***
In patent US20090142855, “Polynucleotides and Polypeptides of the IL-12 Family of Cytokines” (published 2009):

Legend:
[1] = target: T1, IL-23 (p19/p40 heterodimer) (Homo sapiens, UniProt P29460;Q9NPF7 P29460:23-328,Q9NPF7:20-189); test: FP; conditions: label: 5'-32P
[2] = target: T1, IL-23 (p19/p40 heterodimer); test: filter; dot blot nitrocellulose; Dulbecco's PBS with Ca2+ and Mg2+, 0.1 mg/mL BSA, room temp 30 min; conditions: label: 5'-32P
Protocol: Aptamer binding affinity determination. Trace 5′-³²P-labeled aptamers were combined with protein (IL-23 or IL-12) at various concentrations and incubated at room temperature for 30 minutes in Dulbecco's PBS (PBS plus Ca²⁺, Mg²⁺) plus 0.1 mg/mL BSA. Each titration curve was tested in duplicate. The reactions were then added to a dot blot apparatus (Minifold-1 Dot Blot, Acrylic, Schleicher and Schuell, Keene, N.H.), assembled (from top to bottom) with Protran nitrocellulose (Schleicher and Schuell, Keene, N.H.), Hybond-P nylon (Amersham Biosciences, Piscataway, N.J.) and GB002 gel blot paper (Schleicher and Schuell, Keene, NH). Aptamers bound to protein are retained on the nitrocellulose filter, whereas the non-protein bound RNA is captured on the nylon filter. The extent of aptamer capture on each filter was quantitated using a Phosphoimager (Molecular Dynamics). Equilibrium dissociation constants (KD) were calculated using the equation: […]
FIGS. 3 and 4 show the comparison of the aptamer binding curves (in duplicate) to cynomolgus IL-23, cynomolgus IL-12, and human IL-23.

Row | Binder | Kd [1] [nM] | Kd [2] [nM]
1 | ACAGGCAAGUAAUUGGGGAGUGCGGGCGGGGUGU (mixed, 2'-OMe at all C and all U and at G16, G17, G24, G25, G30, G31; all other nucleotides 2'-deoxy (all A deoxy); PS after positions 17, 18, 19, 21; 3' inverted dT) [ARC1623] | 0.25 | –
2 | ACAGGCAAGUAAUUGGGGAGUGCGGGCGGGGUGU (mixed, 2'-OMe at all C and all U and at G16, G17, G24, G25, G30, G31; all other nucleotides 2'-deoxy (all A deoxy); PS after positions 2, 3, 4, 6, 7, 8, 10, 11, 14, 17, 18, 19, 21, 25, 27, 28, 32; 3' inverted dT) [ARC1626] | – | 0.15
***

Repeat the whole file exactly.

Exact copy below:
In patent US20090142855, “Polynucleotides and Polypeptides of the IL-12 Family of Cytokines” (published 2009):

Legend:
[1] = target: T1, IL-23 (p19/p40 heterodimer) (Homo sapiens, UniProt P29460;Q9NPF7 P29460:23-328,Q9NPF7:20-189); test: FP; conditions: label: 5'-32P
[2] = target: T1, IL-23 (p19/p40 heterodimer); test: filter; dot blot nitrocellulose; Dulbecco's PBS with Ca2+ and Mg2+, 0.1 mg/mL BSA, room temp 30 min; conditions: label: 5'-32P
Protocol: Aptamer binding affinity determination. Trace 5′-³²P-labeled aptamers were combined with protein (IL-23 or IL-12) at various concentrations and incubated at room temperature for 30 minutes in Dulbecco's PBS (PBS plus Ca²⁺, Mg²⁺) plus 0.1 mg/mL BSA. Each titration curve was tested in duplicate. The reactions were then added to a dot blot apparatus (Minifold-1 Dot Blot, Acrylic, Schleicher and Schuell, Keene, N.H.), assembled (from top to bottom) with Protran nitrocellulose (Schleicher and Schuell, Keene, N.H.), Hybond-P nylon (Amersham Biosciences, Piscataway, N.J.) and GB002 gel blot paper (Schleicher and Schuell, Keene, NH). Aptamers bound to protein are retained on the nitrocellulose filter, whereas the non-protein bound RNA is captured on the nylon filter. The extent of aptamer capture on each filter was quantitated using a Phosphoimager (Molecular Dynamics). Equilibrium dissociation constants (KD) were calculated using the equation: […]
FIGS. 3 and 4 show the comparison of the aptamer binding curves (in duplicate) to cynomolgus IL-23, cynomolgus IL-12, and human IL-23.

Row | Binder | Kd [1] [nM] | Kd [2] [nM]
1 | ACAGGCAAGUAAUUGGGGAGUGCGGGCGGGGUGU (mixed, 2'-OMe at all C and all U and at G16, G17, G24, G25, G30, G31; all other nucleotides 2'-deoxy (all A deoxy); PS after positions 17, 18, 19, 21; 3' inverted dT) [ARC1623] | 0.25 | –
2 | ACAGGCAAGUAAUUGGGGAGUGCGGGCGGGGUGU (mixed, 2'-OMe at all C and all U and at G16, G17, G24, G25, G30, G31; all other nucleotides 2'-deoxy (all A deoxy); PS after positions 2, 3, 4, 6, 7, 8, 10, 11, 14, 17, 18, 19, 21, 25, 27, 28, 32; 3' inverted dT) [ARC1626] | – | 0.15